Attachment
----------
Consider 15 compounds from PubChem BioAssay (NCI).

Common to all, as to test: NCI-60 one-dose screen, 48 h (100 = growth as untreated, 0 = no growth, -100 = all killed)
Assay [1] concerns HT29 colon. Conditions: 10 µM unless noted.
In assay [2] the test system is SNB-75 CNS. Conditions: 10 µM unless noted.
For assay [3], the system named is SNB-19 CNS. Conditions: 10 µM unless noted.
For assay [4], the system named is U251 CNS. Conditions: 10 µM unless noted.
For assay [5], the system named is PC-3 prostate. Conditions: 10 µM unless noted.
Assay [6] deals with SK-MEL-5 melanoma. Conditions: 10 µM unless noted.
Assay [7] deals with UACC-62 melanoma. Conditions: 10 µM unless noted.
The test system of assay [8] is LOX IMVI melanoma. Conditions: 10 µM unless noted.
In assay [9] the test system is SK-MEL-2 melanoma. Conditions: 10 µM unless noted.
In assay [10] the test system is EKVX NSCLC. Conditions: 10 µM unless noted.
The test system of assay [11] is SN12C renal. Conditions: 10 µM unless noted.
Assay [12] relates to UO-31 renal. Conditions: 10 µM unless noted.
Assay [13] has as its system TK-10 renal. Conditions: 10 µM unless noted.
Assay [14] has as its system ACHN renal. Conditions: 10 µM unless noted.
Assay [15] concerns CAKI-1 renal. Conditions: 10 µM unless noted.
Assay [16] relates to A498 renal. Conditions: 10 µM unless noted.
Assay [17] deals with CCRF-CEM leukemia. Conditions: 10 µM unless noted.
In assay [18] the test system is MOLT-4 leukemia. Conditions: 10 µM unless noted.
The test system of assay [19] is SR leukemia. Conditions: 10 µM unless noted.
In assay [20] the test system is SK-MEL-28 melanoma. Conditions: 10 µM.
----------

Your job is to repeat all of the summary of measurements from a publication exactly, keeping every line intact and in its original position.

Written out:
Consider 15 compounds from PubChem BioAssay (NCI).

Common to all, as to test: NCI-60 one-dose screen, 48 h (100 = growth as untreated, 0 = no growth, -100 = all killed)
Assay [1] concerns HT29 colon. Conditions: 10 µM unless noted.
In assay [2] the test system is SNB-75 CNS. Conditions: 10 µM unless noted.
For assay [3], the system named is SNB-19 CNS. Conditions: 10 µM unless noted.
For assay [4], the system named is U251 CNS. Conditions: 10 µM unless noted.
For assay [5], the system named is PC-3 prostate. Conditions: 10 µM unless noted.
Assay [6] deals with SK-MEL-5 melanoma. Conditions: 10 µM unless noted.
Assay [7] deals with UACC-62 melanoma. Conditions: 10 µM unless noted.
The test system of assay [8] is LOX IMVI melanoma. Conditions: 10 µM unless noted.
In assay [9] the test system is SK-MEL-2 melanoma. Conditions: 10 µM unless noted.
In assay [10] the test system is EKVX NSCLC. Conditions: 10 µM unless noted.
The test system of assay [11] is SN12C renal. Conditions: 10 µM unless noted.
Assay [12] relates to UO-31 renal. Conditions: 10 µM unless noted.
Assay [13] has as its system TK-10 renal. Conditions: 10 µM unless noted.
Assay [14] has as its system ACHN renal. Conditions: 10 µM unless noted.
Assay [15] concerns CAKI-1 renal. Conditions: 10 µM unless noted.
Assay [16] relates to A498 renal. Conditions: 10 µM unless noted.
Assay [17] deals with CCRF-CEM leukemia. Conditions: 10 µM unless noted.
In assay [18] the test system is MOLT-4 leukemia. Conditions: 10 µM unless noted.
The test system of assay [19] is SR leukemia. Conditions: 10 µM unless noted.
In assay [20] the test system is SK-MEL-28 melanoma. Conditions: 10 µM.